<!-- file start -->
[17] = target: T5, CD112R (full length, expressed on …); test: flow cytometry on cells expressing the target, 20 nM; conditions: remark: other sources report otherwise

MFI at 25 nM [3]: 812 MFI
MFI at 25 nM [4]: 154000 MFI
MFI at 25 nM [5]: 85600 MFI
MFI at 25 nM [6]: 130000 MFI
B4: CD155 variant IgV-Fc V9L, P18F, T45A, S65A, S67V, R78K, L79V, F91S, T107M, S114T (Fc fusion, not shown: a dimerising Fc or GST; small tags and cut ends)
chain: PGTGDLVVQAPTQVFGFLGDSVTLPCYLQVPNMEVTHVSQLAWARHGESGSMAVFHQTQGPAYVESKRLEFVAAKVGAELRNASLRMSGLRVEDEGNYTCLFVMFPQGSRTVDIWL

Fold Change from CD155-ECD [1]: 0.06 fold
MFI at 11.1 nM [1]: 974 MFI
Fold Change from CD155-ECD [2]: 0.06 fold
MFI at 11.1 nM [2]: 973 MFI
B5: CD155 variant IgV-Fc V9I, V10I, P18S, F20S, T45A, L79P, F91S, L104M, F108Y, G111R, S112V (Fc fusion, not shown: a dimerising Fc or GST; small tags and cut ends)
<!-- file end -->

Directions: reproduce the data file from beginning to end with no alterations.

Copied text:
[17] = target: T5, CD112R (full length, expressed on …); test: flow cytometry on cells expressing the target, 20 nM; conditions: remark: other sources report otherwise

MFI at 25 nM [3]: 812 MFI
MFI at 25 nM [4]: 154000 MFI
MFI at 25 nM [5]: 85600 MFI
MFI at 25 nM [6]: 130000 MFI
B4: CD155 variant IgV-Fc V9L, P18F, T45A, S65A, S67V, R78K, L79V, F91S, T107M, S114T (Fc fusion, not shown: a dimerising Fc or GST; small tags and cut ends)
chain: PGTGDLVVQAPTQVFGFLGDSVTLPCYLQVPNMEVTHVSQLAWARHGESGSMAVFHQTQGPAYVESKRLEFVAAKVGAELRNASLRMSGLRVEDEGNYTCLFVMFPQGSRTVDIWL

Fold Change from CD155-ECD [1]: 0.06 fold
MFI at 11.1 nM [1]: 974 MFI
Fold Change from CD155-ECD [2]: 0.06 fold
MFI at 11.1 nM [2]: 973 MFI
B5: CD155 variant IgV-Fc V9I, V10I, P18S, F20S, T45A, L79P, F91S, L104M, F108Y, G111R, S112V (Fc fusion, not shown: a dimerising Fc or GST; small tags and cut ends)